Thanksgiving feels especially fraught this year. The stakes of the perfect holiday are high; better to abandon them altogether. Why does the intimacy of family breed conflict? I wish I had suggestions for battling the anxiety many of us are feeling around the table this year. As for me, I will try my hardest to speak truth if ignorance comes to a head, even if I am afraid. I will stay safe—my support systems at the ready, my journal and Klonipin in my bag, and my phone fully charged.
None of the following stories were written in 2016, but the themes of our contemporary American Thanksgiving traditions—family, identity, history—remain relevant.
1. “Native Intelligence.” (Charles C. Mann, Smithsonian Magazine, December 2005)
I learned more about 17th-century-era encounters betwixt Native Americans and the English from this essay than from 13 years of public school and four years of liberal arts education.
2. “Making a Place at the Table for Grief on Thanksgiving.” (Saeed Jones, BuzzFeed LGBT, November 2013)
Beautiful recollections from writers on the varied ways they mourn and remember their loved ones during Thanksgiving. Here’s an excerpt from Bo McGuire’s entry, one of my favorites:
I don’t say, “This is a whole altar we’re setting up for saints that ain’t even here — saints that now live everywhere.” I don’t say, “These are gravel roads we drag out every year to run ourselves ragged on all the way from New York City to Alabama and back.” Mama responds with the agony of the oldest, “We can’t do that. What would my brothers and sisters do?”The agony of the only — I’m the only one who can make the biscuits that get crumbled into something close to nothing in order to make the thickness of the dressing. Nanny always said Mama played with her dough too much. When Nanny died, I was determined to learn biscuits without anyone to teach me. And I did. It was magic. It still is. I fold the dough. I break the bread. I cry the whole damn time.
3. “Sherman Alexie: Thanksgiving is a Story of Survival.” (Sarah Mirk, Bitch, November 2014)
Author Sherman Alexie on the power of chosen family, not going home again, and the American mythology of Turkey Day.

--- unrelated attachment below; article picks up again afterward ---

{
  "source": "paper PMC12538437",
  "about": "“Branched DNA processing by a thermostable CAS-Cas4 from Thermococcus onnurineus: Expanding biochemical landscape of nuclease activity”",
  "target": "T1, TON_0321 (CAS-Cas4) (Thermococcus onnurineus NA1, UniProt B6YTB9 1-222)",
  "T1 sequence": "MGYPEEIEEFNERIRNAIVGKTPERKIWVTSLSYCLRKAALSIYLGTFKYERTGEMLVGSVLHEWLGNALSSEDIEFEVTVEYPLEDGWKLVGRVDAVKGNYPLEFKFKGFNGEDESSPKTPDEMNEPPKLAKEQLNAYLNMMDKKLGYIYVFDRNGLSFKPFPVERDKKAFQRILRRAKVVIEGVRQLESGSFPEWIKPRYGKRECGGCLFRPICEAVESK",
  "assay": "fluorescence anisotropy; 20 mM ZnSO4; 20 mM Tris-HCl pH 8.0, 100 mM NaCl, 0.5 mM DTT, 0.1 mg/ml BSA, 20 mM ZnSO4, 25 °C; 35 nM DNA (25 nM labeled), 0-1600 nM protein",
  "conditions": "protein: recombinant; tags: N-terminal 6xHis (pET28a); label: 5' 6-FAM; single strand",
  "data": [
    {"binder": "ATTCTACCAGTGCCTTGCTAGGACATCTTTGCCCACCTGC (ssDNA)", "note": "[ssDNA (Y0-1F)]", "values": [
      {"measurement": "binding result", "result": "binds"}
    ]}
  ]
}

4. “Korean Thanksgiving.” (Mary H.K. Choi, Aeon, November 2015)
Picnic blankets on the cemetery ground, a family that drives you nuts, dates (the fruit, not the paramour), and a phone with a 6% charge—lucky for us, it’s Mary H.K. Choi in this scenario, and she delivers her observations with dry wit and dark honesty.
5. “The Interloper.” (Kashana Cauley, Catapult, November 2015)
The sociopolitical implications of that most delicious of desserts, the sweet potato pie:
Given the choice between bland pumpkin and sweet potato, which, when roasted for a long time at a low temperature, gives off butter and brown sugar notes, I’m not sure why anyone would choose the former. But, of course, food preferences aren’t always simply a matter of taste. Sweet potato pie has been thoroughly regionalized and racialized into a fringe food. The internet coughs up endless references to sweet potato pie as a southern dessert and plenty more as a slave dessert. Americans don’t typically like being reminded of slavery.
6. “The Problem with Being Palestinian on Thanksgiving.” (Zaina Arafat, BuzzFeed News, November 2013)
The author’s Pan-Arabic holiday tradition—Club Thanksgiving, where music blasts, friends catch up, and the food isn’t served until late,” a hybridized holiday, one that lasted the duration of an evening”—is wrenched apart as “the situation” in the Middle East (especially Syria) worsens. Zaina Arafat discusses how global politics—which, to her and her family and friends, are local politics—test and transform their relationships.